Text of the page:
Clean Wisconsin
Press Release

High-capacity well bill’s passage ensures ongoing groundwater conflicts

Bill gives away public groundwater for private benefit

By - May 2nd, 2017 11:50 pm
water

water

Madison, Wis. – On a 62-35 vote, lawmakers on Tuesday passed legislation that ensures unsustainable pumping rates by existing high-capacity wells will continue unchecked and jeopardize water supplies and lock-in conflicts between major water users and property owners.

Feeling growing public opposition to Senate Bill 76, Assembly Republicans rushed to pass the measure, which strips the ability of DNR to review high capacity well permits that are being repaired, replaced, reconstructed or transferred regardless of impacts to nearby private wells or lakes, rivers streams and wetlands. In some areas of the state, most notably the Central Sands where the presence of high capacity wells has grown exponentially, and once waterfront properties are now mudfront properties.

“Legislators who voted to support this bill today sent a strong message that the public’s water can be given away for private benefit – regardless of the impacts to our natural resources,” said Clean Wisconsin‘s Amber Meyer Smith, Director of Programs and Government Relations.

“This bill completely ignores what is really happening in some areas of our state that are already being impacted by unsustainable levels of groundwater pumping from high-capacity wells,” Smith added.

The courts have ruled the DNR must manage the waters of Wisconsin for the mutual benefit of all users in accordance with the state constitution.

Clean Wisconsin and the Pleasant Lake Management District are suing the DNR over the agency’s failure to act on its duty to protect nearby water bodies from the impacts of eight high-capacity wells in violation of its Constitutional obligation to protect the natural resources the citizens of Wisconsin entrusted it.

A recent Clean Wisconsin review of dozens of high-capacity well permits from around the state showed how Attorney General Brad Schimel’s flawed 2016 legal opinion created a massive water grab, allowing high-capacity well permit-holders to pump enormous quantities of water despite well-documented analyses from the agency’s own scientists about the likely impacts to natural resources and nearby private wells.

“To ignore the recently-revealed information that the state just gave away another 1 billion gallons of the public’s water is stunning,” Smith said. “We are calling on Gov. Scott Walker to veto this bill.”

Visit http://bit.ly/2oW0A5v to view a chart of the high capacity well permit modifications.

On behalf of its more than 30,000 members, supporters and its coalition partners, Clean Wisconsin protects and preserves Wisconsin’s clean air, water and natural heritage.

More about the SB 76

5 thoughts on “The State of Politics: Lawmakers Battle Over High Capacity Wells”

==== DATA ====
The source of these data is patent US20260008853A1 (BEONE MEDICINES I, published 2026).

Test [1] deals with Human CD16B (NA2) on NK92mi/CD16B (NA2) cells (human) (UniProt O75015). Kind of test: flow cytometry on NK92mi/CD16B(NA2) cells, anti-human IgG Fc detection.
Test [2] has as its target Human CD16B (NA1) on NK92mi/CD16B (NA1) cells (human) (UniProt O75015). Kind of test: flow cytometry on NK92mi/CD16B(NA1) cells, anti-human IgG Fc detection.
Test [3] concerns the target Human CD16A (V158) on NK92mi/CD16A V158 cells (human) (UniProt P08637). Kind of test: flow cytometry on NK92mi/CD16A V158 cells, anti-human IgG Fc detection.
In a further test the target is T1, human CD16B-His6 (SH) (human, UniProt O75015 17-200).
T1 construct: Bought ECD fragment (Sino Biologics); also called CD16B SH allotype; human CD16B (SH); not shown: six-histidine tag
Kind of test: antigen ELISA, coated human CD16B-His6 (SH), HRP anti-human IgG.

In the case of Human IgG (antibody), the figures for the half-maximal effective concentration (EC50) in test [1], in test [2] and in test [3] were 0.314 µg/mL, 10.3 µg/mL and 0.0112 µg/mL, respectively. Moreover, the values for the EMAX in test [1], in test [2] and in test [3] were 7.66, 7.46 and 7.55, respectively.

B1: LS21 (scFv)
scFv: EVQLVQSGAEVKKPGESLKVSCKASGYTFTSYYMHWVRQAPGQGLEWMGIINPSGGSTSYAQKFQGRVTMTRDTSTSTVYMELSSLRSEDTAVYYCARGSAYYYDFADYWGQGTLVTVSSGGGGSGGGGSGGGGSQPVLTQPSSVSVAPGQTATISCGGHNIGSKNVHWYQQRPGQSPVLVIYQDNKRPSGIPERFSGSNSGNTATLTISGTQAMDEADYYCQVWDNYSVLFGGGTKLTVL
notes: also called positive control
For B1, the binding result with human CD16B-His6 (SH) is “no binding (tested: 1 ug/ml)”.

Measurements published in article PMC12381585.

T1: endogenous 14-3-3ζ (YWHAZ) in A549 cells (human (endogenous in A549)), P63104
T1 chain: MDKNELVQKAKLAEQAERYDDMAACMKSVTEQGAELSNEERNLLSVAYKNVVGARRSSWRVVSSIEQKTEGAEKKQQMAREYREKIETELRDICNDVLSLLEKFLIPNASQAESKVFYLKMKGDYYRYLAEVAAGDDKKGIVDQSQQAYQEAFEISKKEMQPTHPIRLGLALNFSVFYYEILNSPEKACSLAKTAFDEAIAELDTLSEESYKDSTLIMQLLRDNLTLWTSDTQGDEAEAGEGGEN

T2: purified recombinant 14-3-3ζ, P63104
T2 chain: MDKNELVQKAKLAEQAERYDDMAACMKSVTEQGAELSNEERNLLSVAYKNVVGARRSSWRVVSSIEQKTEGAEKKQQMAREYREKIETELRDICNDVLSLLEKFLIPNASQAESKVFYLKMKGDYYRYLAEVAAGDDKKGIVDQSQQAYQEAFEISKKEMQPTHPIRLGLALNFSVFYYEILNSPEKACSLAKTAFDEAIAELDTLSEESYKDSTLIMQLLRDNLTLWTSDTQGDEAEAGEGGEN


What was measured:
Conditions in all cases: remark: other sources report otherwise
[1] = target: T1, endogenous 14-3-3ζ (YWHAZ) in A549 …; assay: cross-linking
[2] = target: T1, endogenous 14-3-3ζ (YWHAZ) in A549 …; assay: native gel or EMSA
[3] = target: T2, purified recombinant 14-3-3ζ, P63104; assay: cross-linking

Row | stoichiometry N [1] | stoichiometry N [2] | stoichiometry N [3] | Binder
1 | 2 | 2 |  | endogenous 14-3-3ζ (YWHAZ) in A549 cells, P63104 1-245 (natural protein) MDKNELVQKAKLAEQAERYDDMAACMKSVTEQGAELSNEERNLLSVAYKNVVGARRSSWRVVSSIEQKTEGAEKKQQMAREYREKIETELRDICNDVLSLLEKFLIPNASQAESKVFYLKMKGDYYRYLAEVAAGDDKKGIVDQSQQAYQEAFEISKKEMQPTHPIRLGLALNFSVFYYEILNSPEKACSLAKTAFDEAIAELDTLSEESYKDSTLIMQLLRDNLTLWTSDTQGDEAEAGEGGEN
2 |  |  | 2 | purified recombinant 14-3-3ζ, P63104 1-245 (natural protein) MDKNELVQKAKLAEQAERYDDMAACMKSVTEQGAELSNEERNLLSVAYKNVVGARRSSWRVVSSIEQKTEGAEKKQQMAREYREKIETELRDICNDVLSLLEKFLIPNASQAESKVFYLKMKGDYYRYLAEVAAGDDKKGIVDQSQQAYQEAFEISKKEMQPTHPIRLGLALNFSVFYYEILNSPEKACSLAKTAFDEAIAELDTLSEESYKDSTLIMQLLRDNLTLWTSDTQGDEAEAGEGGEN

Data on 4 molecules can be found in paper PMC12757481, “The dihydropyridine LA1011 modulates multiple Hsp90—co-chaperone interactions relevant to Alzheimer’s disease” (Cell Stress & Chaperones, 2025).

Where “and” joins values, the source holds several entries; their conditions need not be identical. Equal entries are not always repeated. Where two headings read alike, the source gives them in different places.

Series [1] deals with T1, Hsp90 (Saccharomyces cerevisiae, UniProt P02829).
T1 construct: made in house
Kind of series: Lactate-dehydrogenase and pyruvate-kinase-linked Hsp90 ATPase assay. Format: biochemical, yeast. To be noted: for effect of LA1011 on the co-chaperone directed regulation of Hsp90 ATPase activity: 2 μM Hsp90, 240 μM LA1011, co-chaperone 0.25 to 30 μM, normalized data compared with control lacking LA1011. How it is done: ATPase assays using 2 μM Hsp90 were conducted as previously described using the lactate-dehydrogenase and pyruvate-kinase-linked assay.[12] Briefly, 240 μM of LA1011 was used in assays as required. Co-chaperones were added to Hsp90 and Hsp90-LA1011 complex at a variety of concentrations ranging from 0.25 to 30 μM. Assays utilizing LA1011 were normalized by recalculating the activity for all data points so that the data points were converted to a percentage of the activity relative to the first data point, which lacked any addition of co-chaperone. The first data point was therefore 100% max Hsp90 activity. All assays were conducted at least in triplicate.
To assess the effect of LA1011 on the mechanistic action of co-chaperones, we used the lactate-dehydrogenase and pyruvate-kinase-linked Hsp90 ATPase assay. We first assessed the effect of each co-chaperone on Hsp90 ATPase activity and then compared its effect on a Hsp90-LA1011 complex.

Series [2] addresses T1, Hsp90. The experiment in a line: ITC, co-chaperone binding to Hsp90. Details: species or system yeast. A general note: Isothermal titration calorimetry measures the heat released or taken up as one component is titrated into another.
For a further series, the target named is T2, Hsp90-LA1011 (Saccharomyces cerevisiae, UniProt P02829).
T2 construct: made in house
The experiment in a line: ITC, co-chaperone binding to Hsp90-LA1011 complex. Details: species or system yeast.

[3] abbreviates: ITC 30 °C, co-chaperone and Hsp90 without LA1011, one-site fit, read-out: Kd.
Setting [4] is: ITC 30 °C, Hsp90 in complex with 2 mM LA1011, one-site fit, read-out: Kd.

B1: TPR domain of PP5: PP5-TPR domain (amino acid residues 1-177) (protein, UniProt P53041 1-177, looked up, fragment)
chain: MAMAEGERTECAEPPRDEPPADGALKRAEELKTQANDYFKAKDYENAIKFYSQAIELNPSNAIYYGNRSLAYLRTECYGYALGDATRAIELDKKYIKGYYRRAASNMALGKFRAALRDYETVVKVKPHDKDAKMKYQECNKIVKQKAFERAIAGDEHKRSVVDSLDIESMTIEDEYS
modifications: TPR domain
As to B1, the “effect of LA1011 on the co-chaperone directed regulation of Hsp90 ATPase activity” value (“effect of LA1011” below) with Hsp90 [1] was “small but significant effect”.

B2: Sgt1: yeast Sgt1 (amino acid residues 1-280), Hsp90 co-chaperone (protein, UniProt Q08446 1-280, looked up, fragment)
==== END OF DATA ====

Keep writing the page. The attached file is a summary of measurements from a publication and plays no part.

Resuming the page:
1. daniel golden says:

    As I anticipated, Brad Schimel has been the unethical corporate whore I expected as Attorney General. The rule of law is clear: the AG opines, but the courts decide. Even the present GOP controlled Wisconsin Supreme Court decided in 2011 that the DNR had to follow the Wisconsin Constitution and regulate Wisconsin’s waters for all the citizens of the state. Brad Schimil, faithful GOP lap dog that he is, ignored this decision and issued an opinion to the contrary. Any sentient attorney knows that the DNR must follow the decisions of the Wisconsin Supreme Court when they conflict with an AG’s opinion. We now see the danger of putting incompetent, high school graduates in positions of power. Cathy Stepp, the realtor now posing as head of the DNR, has instructed her agency to ignore the Supreme Court decision in favor of one from Schimel that could have as easily been written by a lawyer for Wisconsin Manufacturers and Commerce. One third of the wells in Kewanee County have polluted ground water because of corporate agriculture. Yet Schimil OK’s more of the same. The worst of us are governing the rest of us.

  2. swamper says:

    Vos disagreed: “Water levels are historically high right now. Lake Michigan is at a 90-year high. We’re not at some point where are running short of water in Wisconsin.”

    The statement by Vos is simply not true. Lake Michigan is about a foot below the all time high recorded in the mid-80’s.

    And water in Lake Michigan doesn’t find its way to the Central Sands.

    What a liar.

  3. swamper says:

    Correction:

    Here is the actual data from the ACOE:

    Current Lake Michigan: 580.17′ IGLD

    All time High: 582.35′ IGLD (Oct 1986)

    All time low: 576.02′ IGLD (Jan. 2013).

    Somebody should call out Vos on this intentional lie.

  4. Vincent Hanna says:

    Pretty sure Vos doesn’t care if he’s wrong.

  5. Monica Trudell says:

    I would invite Assembly Speaker Vos to Huron Lake in Waushara County to see the LOW water levels on this beautiful lake which is surrounded by high capacity wells. My husband and I have personally had to put in a new well due to the decline in water levels. Historic high levels? Not in the majority of the state! Come see for yourself, Mr. Vos!

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